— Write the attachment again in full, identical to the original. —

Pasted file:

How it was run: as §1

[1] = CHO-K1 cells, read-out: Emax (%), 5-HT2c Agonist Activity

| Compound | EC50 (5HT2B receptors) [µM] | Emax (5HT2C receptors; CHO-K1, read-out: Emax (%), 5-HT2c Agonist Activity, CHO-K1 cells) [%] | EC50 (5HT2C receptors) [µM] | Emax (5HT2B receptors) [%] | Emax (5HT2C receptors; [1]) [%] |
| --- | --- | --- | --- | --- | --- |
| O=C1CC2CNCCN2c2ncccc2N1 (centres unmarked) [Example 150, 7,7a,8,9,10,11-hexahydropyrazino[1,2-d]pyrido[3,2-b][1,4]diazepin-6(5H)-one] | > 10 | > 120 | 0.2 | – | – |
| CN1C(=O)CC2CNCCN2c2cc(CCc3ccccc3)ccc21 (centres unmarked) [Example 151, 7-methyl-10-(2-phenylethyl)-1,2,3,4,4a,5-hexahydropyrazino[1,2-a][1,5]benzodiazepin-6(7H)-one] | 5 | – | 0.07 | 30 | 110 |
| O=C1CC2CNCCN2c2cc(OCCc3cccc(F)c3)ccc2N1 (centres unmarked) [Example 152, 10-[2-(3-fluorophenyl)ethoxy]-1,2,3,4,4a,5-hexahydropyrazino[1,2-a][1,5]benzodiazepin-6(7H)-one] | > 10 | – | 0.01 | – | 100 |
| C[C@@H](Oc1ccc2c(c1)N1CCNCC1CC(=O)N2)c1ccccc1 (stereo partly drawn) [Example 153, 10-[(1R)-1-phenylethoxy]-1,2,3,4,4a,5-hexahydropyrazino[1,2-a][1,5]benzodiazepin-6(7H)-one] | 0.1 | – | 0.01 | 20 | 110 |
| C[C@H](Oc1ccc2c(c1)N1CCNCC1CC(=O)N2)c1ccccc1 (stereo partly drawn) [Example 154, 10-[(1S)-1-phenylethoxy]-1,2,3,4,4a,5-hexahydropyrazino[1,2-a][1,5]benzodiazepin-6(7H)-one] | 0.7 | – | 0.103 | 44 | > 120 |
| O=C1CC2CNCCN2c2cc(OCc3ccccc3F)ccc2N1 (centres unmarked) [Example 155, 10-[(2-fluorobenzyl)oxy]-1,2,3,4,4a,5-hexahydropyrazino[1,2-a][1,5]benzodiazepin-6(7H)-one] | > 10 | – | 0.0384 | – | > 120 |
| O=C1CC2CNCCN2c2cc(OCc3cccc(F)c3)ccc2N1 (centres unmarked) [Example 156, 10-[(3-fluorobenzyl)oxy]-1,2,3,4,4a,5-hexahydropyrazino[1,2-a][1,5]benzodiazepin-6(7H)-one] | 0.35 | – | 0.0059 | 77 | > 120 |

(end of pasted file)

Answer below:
How it was run: as §1

[1] = CHO-K1 cells, read-out: Emax (%), 5-HT2c Agonist Activity

| Compound | EC50 (5HT2B receptors) [µM] | Emax (5HT2C receptors; CHO-K1, read-out: Emax (%), 5-HT2c Agonist Activity, CHO-K1 cells) [%] | EC50 (5HT2C receptors) [µM] | Emax (5HT2B receptors) [%] | Emax (5HT2C receptors; [1]) [%] |
| --- | --- | --- | --- | --- | --- |
| O=C1CC2CNCCN2c2ncccc2N1 (centres unmarked) [Example 150, 7,7a,8,9,10,11-hexahydropyrazino[1,2-d]pyrido[3,2-b][1,4]diazepin-6(5H)-one] | > 10 | > 120 | 0.2 | – | – |
| CN1C(=O)CC2CNCCN2c2cc(CCc3ccccc3)ccc21 (centres unmarked) [Example 151, 7-methyl-10-(2-phenylethyl)-1,2,3,4,4a,5-hexahydropyrazino[1,2-a][1,5]benzodiazepin-6(7H)-one] | 5 | – | 0.07 | 30 | 110 |
| O=C1CC2CNCCN2c2cc(OCCc3cccc(F)c3)ccc2N1 (centres unmarked) [Example 152, 10-[2-(3-fluorophenyl)ethoxy]-1,2,3,4,4a,5-hexahydropyrazino[1,2-a][1,5]benzodiazepin-6(7H)-one] | > 10 | – | 0.01 | – | 100 |
| C[C@@H](Oc1ccc2c(c1)N1CCNCC1CC(=O)N2)c1ccccc1 (stereo partly drawn) [Example 153, 10-[(1R)-1-phenylethoxy]-1,2,3,4,4a,5-hexahydropyrazino[1,2-a][1,5]benzodiazepin-6(7H)-one] | 0.1 | – | 0.01 | 20 | 110 |
| C[C@H](Oc1ccc2c(c1)N1CCNCC1CC(=O)N2)c1ccccc1 (stereo partly drawn) [Example 154, 10-[(1S)-1-phenylethoxy]-1,2,3,4,4a,5-hexahydropyrazino[1,2-a][1,5]benzodiazepin-6(7H)-one] | 0.7 | – | 0.103 | 44 | > 120 |
| O=C1CC2CNCCN2c2cc(OCc3ccccc3F)ccc2N1 (centres unmarked) [Example 155, 10-[(2-fluorobenzyl)oxy]-1,2,3,4,4a,5-hexahydropyrazino[1,2-a][1,5]benzodiazepin-6(7H)-one] | > 10 | – | 0.0384 | – | > 120 |
| O=C1CC2CNCCN2c2cc(OCc3cccc(F)c3)ccc2N1 (centres unmarked) [Example 156, 10-[(3-fluorobenzyl)oxy]-1,2,3,4,4a,5-hexahydropyrazino[1,2-a][1,5]benzodiazepin-6(7H)-one] | 0.35 | – | 0.0059 | 77 | > 120 |